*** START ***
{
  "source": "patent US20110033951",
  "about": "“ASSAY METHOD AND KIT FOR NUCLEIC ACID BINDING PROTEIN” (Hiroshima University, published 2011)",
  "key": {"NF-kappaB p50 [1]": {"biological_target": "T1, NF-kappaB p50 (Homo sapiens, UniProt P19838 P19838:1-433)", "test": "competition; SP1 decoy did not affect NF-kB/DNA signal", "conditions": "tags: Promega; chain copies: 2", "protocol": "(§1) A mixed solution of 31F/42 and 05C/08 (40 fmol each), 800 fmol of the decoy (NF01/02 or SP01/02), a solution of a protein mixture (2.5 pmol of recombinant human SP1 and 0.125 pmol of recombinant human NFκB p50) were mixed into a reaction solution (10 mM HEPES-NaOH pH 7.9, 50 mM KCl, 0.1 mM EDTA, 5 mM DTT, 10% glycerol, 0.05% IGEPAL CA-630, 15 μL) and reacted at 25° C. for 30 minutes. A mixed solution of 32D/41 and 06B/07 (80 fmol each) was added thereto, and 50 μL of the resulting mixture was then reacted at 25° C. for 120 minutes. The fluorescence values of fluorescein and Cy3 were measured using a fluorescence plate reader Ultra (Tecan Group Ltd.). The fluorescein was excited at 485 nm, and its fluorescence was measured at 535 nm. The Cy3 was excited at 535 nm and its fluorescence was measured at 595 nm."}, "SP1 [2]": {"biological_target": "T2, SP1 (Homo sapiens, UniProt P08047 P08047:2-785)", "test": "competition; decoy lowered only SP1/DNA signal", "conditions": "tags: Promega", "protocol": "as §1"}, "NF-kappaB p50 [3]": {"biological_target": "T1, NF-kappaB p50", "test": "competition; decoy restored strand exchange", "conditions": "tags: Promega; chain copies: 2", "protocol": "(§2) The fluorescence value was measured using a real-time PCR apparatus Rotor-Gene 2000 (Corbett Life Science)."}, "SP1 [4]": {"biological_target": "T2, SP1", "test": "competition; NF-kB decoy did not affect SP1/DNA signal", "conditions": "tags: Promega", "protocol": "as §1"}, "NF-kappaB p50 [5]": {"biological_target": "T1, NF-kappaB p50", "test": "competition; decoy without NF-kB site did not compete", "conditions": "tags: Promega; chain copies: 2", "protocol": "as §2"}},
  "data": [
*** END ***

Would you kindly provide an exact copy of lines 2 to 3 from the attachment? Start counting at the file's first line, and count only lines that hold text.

  "source": "patent US20110033951",
  "about": "“ASSAY METHOD AND KIT FOR NUCLEIC ACID BINDING PROTEIN” (Hiroshima University, published 2011)",